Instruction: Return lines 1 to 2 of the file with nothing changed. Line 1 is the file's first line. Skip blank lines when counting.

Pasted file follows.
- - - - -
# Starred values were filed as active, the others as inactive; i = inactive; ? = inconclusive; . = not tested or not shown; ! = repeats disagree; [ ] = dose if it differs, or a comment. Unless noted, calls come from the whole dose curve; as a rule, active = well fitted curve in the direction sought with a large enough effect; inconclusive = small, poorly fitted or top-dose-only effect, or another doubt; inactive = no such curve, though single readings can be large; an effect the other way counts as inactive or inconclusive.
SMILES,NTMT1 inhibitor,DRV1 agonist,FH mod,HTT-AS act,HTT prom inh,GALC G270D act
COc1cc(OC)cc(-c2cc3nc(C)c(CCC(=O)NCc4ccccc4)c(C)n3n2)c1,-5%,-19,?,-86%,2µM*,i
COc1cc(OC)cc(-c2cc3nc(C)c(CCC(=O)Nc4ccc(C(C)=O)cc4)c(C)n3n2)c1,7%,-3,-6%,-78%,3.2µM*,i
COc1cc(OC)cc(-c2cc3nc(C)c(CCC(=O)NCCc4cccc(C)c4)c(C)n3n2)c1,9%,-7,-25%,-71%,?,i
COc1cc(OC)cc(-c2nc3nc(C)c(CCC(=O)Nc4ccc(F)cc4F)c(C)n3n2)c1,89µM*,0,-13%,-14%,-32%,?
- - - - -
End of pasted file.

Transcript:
# Starred values were filed as active, the others as inactive; i = inactive; ? = inconclusive; . = not tested or not shown; ! = repeats disagree; [ ] = dose if it differs, or a comment. Unless noted, calls come from the whole dose curve; as a rule, active = well fitted curve in the direction sought with a large enough effect; inconclusive = small, poorly fitted or top-dose-only effect, or another doubt; inactive = no such curve, though single readings can be large; an effect the other way counts as inactive or inconclusive.
SMILES,NTMT1 inhibitor,DRV1 agonist,FH mod,HTT-AS act,HTT prom inh,GALC G270D act